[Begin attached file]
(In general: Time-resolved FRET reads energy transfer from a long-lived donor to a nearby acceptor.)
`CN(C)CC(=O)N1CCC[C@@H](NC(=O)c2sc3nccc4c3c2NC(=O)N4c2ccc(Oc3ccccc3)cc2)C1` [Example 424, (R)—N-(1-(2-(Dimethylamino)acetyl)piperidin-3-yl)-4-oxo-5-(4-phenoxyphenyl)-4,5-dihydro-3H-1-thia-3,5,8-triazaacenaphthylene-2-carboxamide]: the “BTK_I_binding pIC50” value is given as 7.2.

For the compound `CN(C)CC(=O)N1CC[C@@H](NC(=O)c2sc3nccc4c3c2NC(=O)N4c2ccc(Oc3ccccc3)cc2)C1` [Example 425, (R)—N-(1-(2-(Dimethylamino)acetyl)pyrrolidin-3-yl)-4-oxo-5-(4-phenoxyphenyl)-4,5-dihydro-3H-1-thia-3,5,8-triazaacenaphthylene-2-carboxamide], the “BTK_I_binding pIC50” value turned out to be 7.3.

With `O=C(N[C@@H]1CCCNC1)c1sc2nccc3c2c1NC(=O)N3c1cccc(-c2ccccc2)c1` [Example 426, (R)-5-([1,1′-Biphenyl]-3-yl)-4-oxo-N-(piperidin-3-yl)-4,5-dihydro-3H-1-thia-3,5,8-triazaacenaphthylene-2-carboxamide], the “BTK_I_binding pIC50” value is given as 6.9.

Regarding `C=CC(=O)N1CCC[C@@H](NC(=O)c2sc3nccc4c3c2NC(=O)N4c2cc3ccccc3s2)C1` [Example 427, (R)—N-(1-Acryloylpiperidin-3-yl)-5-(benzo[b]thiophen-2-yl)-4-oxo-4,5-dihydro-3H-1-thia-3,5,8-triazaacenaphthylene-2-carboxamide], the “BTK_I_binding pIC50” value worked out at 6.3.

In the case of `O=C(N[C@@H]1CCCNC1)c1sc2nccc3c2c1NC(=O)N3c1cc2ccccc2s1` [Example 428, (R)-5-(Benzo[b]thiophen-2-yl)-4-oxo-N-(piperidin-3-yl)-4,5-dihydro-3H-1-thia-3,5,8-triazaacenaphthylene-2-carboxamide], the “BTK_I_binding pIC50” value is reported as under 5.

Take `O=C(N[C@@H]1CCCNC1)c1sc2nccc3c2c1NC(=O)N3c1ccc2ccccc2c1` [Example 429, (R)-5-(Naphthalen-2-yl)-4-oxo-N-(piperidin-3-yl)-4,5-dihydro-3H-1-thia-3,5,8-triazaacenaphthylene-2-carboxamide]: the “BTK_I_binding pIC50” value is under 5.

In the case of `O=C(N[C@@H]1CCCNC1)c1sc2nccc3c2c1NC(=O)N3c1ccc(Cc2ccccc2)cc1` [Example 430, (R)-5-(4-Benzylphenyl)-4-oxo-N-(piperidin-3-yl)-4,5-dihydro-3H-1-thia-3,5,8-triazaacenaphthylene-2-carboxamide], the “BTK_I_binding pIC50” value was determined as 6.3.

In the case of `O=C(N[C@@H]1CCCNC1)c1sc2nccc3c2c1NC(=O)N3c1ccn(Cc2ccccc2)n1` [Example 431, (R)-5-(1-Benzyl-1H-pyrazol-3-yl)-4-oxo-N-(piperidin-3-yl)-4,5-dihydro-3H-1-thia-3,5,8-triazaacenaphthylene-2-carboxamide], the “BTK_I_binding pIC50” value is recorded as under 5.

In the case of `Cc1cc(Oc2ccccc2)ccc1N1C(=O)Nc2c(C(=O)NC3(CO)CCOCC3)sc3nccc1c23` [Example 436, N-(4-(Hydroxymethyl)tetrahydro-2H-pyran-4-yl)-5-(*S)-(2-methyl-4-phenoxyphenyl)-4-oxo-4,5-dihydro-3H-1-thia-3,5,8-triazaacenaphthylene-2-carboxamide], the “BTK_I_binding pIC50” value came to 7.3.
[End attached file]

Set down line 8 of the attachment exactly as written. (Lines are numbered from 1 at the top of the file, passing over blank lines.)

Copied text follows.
In the case of `O=C(N[C@@H]1CCCNC1)c1sc2nccc3c2c1NC(=O)N3c1ccc(Cc2ccccc2)cc1` [Example 430, (R)-5-(4-Benzylphenyl)-4-oxo-N-(piperidin-3-yl)-4,5-dihydro-3H-1-thia-3,5,8-triazaacenaphthylene-2-carboxamide], the “BTK_I_binding pIC50” value was determined as 6.3.